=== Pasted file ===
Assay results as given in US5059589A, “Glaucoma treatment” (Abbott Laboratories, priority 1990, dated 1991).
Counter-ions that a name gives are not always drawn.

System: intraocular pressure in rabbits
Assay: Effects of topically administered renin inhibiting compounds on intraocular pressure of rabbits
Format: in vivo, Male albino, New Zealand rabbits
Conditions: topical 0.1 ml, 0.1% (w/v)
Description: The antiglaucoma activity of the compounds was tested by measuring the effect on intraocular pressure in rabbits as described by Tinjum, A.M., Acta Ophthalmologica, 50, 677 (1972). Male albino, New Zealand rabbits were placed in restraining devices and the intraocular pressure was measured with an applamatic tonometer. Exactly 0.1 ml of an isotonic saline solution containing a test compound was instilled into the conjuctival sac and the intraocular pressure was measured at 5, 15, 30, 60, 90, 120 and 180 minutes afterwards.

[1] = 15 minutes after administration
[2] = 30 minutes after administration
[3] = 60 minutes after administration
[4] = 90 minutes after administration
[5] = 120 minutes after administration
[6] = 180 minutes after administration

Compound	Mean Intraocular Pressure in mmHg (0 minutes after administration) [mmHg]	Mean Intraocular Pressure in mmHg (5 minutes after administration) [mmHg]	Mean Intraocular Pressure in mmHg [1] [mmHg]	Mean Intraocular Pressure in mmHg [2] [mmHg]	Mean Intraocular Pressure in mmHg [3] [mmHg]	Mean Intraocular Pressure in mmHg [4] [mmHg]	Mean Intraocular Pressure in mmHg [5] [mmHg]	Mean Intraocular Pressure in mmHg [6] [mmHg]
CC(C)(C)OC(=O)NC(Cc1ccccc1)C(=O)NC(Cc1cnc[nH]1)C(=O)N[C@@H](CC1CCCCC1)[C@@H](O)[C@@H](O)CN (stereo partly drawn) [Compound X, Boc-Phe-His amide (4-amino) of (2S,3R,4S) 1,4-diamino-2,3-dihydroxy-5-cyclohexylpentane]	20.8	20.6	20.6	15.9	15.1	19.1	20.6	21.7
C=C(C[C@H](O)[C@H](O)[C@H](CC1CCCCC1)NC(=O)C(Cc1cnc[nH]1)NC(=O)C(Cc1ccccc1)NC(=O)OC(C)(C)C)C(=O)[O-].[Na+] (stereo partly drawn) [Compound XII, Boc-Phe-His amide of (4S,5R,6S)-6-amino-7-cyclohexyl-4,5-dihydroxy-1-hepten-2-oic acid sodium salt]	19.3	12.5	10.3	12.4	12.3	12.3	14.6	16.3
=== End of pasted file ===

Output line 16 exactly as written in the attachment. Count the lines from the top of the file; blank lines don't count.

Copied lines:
C=C(C[C@H](O)[C@H](O)[C@H](CC1CCCCC1)NC(=O)C(Cc1cnc[nH]1)NC(=O)C(Cc1ccccc1)NC(=O)OC(C)(C)C)C(=O)[O-].[Na+] (stereo partly drawn) [Compound XII, Boc-Phe-His amide of (4S,5R,6S)-6-amino-7-cyclohexyl-4,5-dihydroxy-1-hepten-2-oic acid sodium salt]	19.3	12.5	10.3	12.4	12.3	12.3	14.6	16.3